Read our third print issue of the year, including stories about a Long Island punk music venue, The Jazz Loft at Stony Brook village, the fight for queer justice in America, Brooklyn’s busiest violinist, therapy speak and more. Cover photo by Marie Lolis.

Letter from the Editor

By Jane Montalto

Snow days feel harder to come by as we’ve grown older. I’m not sure if it is because they have lost their sparkle, or, more likely, because of the climate doom we live within. When the campus alert was sent out announcing closing school for February’s snow storm, I screamed out with immense joy. I was sitting in The Press office with some of the editors and  we were all waiting for that text, silently hoping for a moment of reprieve from the never-ending workload of our classes. 

Getting a text is so simple. In elementary school, I would wake up early and stay glued to the TV screen as the names of closing schools would scroll across the bottom. If you missed your school, you would need to watch the entire cycle through again. In middle school, I would be constantly refreshing my school district’s Twitter page — sorry, I still can’t call it X — late at night, awaiting a closure alert with the same anxious feeling. That same excitement from my childhood squirmed out when we got that text in February. I’m grateful for that moment of childlike joy as we inch closer to commencement, where it feels like it will be time to commit to adult life forever. It is nice to let those moments peek through.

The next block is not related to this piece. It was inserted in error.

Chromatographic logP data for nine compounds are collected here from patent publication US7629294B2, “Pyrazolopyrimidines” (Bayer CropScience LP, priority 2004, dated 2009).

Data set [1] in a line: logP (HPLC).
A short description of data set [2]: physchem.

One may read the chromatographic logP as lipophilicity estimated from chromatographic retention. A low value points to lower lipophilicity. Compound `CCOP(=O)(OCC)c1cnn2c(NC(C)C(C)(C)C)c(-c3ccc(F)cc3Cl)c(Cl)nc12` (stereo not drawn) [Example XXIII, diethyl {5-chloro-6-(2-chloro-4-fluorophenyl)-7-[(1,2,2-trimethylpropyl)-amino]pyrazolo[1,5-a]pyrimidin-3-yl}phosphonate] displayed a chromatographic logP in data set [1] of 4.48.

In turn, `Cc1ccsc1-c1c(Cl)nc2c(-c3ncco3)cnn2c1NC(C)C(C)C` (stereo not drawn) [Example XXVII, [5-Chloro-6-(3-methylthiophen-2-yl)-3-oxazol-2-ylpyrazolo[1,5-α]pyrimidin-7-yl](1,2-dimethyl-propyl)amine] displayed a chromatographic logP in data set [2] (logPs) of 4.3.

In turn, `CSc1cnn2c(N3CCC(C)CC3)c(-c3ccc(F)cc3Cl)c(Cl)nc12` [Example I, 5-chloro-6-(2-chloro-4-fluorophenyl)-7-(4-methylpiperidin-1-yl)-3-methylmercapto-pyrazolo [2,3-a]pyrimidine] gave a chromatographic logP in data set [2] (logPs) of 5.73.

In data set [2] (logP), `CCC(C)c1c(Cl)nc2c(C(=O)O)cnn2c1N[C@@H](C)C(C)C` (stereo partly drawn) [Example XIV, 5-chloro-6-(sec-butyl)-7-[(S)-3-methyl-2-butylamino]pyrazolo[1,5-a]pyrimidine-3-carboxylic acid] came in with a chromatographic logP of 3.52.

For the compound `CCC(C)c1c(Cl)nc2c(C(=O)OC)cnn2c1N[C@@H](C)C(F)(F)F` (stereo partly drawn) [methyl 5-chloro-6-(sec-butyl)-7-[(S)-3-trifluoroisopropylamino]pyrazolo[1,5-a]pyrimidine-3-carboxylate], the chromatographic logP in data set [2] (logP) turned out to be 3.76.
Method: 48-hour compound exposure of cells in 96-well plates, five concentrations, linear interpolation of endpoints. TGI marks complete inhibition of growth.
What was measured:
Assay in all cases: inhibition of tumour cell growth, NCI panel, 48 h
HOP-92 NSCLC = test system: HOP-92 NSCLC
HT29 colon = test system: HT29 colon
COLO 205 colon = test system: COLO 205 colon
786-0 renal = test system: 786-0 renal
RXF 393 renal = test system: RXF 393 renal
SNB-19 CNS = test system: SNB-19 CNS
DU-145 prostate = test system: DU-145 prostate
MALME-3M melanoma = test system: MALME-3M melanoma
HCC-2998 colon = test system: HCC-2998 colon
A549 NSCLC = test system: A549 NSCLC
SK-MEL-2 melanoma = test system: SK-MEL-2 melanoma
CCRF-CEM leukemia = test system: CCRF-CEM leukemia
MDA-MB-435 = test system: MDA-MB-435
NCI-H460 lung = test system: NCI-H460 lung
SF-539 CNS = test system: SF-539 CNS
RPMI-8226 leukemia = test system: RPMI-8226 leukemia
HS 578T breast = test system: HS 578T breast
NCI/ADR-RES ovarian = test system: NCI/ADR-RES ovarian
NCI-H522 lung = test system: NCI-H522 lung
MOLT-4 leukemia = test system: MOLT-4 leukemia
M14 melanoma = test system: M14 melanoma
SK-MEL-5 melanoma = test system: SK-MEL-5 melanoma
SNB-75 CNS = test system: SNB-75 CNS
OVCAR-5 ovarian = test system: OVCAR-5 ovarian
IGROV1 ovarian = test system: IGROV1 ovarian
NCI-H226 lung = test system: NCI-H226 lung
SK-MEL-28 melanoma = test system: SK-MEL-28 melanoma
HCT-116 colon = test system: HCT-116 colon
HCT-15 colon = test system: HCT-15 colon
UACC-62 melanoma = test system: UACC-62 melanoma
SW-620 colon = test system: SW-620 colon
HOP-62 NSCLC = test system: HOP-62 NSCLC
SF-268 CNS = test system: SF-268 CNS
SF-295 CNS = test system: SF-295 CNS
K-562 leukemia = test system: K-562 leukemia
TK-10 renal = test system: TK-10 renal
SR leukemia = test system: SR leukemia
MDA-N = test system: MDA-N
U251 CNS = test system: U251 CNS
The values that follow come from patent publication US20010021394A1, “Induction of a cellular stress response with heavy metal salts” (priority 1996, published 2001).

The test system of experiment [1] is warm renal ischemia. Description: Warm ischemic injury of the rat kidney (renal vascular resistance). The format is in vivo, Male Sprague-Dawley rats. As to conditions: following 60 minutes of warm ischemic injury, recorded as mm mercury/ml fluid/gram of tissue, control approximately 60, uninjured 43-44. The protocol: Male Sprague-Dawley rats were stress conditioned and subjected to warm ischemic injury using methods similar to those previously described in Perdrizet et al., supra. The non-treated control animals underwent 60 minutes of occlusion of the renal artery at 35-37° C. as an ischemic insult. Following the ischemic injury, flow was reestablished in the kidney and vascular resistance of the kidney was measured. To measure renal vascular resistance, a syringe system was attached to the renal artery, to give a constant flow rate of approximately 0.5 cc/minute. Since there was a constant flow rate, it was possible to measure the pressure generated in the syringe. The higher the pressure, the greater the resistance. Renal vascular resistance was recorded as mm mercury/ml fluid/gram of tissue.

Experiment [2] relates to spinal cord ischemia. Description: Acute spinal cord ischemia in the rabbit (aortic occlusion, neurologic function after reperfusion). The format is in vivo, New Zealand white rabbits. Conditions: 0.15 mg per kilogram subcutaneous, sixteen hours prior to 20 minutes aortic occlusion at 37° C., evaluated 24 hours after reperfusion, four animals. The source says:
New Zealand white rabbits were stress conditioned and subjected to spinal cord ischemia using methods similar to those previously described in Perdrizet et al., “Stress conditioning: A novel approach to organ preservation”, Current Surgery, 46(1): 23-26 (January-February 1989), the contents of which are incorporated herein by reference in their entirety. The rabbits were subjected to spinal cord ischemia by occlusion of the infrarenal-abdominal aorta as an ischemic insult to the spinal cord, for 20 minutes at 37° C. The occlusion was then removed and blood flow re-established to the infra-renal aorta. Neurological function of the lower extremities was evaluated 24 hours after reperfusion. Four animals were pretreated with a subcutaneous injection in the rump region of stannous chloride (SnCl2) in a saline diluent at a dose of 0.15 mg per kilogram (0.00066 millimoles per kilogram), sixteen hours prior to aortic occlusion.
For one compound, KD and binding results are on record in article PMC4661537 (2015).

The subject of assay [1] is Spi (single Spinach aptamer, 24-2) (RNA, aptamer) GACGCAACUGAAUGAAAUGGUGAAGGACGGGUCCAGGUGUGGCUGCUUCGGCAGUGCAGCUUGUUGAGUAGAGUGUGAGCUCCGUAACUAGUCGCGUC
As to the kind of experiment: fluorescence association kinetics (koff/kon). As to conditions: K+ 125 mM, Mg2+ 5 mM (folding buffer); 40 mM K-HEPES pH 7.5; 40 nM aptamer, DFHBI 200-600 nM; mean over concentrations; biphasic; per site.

I think whenever I’m writing these letters, it is quite hard for me to imagine a reader — I guess in this case, that reader is you. An almost-complete undergraduate education in journalism has taught me a lot, but it has also left me with heavy thoughts on going forward into a career as a journalist. Oftentimes, I wonder if people even read these editor’s letters — sometimes I don’t blame them if they don’t. But throughout my years in college spent here at The Press, print journalism feels alive and well. I know that print still has a seat at the table, I’ve seen it with my own eyes — and no, I’m not only talking about the pilgrimage I took with a friend to the local Barnes & Noble to pick up the Kristen Stewart Rolling Stone issue … but I guess that counts too. 

Even though it is hard for me to imagine people reading our magazine, I know it is happening right under my nose. I take note of the huge stacks of magazines I stock in the library and notice it dwindle throughout the course of the week. I’m surprised by how quickly they all vanish. I don’t mean this to wax poetic or stroke our own egos either. Maybe this is just the impending doom of a graduation day talking. I guess what I’m trying to say is — without being too much of a cheeseball — thank you, to whoever is reading this. Even if you set it down after the first page, or read each issue religiously, or only pay attention to the fun, colorful layouts like we are your own student-run edition of Cocomelon. You continuing to pick our magazines up gives us a reason to be what we are today. Without you reading this, we would have no reason to exist.

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